March 18th, 2020
Quarantines date back to antiquity. In Bible times, even after ceremonial cleansing or healing, people were ordered to “stay outside their tent for seven days.” (Leviticus 14:8) Closer to home, in the mid 1600’s, those arriving in ships to the U.S. were known to be quarantined because of the plague. More recently, during the Spanish flu and SARS epidemic, quarantine was used in other countries to help end the epidemic. Now, with the Corona virus, we face the same quarantines, isolation and social distancing. Social distancing, school closures, and bans on public gatherings all being implemented to curb the effects of the virus.
As health concerns continue to grow and isolation, social distancing and quarantine become part of the U.S culture, should we be concerned about long term social effects?
According to one study published by the US National Library of Medicine, following the SARS quarantine of 2003, which used the same measures we are using today, “All respondents described a sense of isolation. The mandated lack of social and, especially, the lack of any physical contact with family members were identified as particularly difficult. Confinement within the home or between work and home, not being able to see friends, not being able to shop for basic necessities of everyday life, and not being able to purchase thermometers and prescribed medications enhanced their feeling of distance from the outside world. Infection control measures imposed not only the physical discomfort of having to wear a mask but also significantly contributed to the sense of isolation. In some, self-monitoring of temperature provoked considerable anxiety.” Those with depressive symptoms had a greater risk of PTSD. After quarantine, many still felt that people reacted differently to them, avoided them or didn’t include them in family or outside events.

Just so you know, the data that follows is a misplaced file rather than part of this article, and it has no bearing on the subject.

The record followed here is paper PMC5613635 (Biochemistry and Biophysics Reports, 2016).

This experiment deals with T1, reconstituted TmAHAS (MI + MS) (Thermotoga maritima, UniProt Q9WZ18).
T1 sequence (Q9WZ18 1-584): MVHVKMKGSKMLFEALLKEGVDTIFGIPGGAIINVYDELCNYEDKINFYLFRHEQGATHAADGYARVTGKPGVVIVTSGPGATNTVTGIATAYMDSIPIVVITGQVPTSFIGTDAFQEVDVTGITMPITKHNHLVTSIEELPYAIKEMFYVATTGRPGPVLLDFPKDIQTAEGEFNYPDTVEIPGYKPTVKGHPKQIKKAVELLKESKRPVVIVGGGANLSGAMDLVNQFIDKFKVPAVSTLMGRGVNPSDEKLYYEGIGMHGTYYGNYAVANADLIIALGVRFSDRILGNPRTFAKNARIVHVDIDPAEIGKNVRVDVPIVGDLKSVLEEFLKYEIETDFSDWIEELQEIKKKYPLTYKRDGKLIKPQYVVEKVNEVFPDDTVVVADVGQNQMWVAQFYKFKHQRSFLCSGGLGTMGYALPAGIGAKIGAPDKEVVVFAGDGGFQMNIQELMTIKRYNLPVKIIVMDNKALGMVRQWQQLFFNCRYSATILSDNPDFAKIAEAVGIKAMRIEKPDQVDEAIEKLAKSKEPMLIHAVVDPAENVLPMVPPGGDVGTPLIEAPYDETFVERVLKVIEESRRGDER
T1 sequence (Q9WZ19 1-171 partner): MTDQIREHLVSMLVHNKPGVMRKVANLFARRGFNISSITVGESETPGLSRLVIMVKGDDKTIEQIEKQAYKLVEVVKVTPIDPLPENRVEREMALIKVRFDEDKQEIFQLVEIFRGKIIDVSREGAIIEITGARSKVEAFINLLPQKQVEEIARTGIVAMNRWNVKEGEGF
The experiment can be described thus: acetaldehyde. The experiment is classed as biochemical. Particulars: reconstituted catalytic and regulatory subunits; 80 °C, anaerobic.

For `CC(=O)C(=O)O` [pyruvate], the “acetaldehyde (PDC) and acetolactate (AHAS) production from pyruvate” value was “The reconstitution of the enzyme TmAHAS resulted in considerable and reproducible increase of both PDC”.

Understanding the probability of long term social effects can help each of us to bring a measure of healing to the communities we belong to. Most importantly, if anyone is having significant issues with fear, changes in sleep or eating patterns, worsening of chronic health problems or increased use of substances like alcohol or other drug, it is important to seek professional help. Coping with the feeling associated with isolation and distancing can include talking with a counselor or other trained professional and it is normal to experience these effects after experiencing isolation.
In the meantime, here is a list by the Centers for Disease Control and Prevention to help support yourself during the current health crisis:
As a community of faith, CRISTA Senior Living endeavors to maintain and reflect a sense of hope every day, and not just in a crisis. We encourage you to meditate each day on scriptures such as the ones below that can bring hope and anticipation for a healthy future.
Jeremiah 17:14 Heal me, O Lord, and I will be healed; save me and I will be saved, for you are the one I praise.
Philippians 4:19 And my God will meet all your needs according to the riches of his glory in Christ Jesus.
Proverbs 17:22 A cheerful heart is good medicine, but a crushed spirit dries up the bones
I would like to commend Cristwood Park staff on their efforts to protect themselves and their residents from COVID. It’s been a concern of ours since last March and we have been relieved to see so few cases in the Cristwood Park community. I would like to thank the staff and leadership for their diligence in maintaining good protocols throughout this pandemic.
CWP Family Member
CRISTA has been a warm, friendly atmosphere to be a part of these past two years. It encourages friendships that encourage a pleasant living environment.
Marty Victor, CWP
Exceptional personalized holistic care. Helps keep Mom’s mind active and she flourishes with the nurturing care. Especially of value currently given the COVID restrictions. We are genuinely pleased with our mom's care.
Resident's Daughter, Memory Care
Thinking back on all the great care you and your team have given her at CRISTA, we thank you for all that. I am sure it made a difference in the quality of her life.
I appreciate the personal relationship I have with the staff and the good communication they give me.
I am so stunned by all the amazing people who live at CRISTA. The depth of their stories, their experiences are so powerful. They are fascinating and I learn something new every day! Such a wealth of intellect, experiences, and fun loving people. I love living here.
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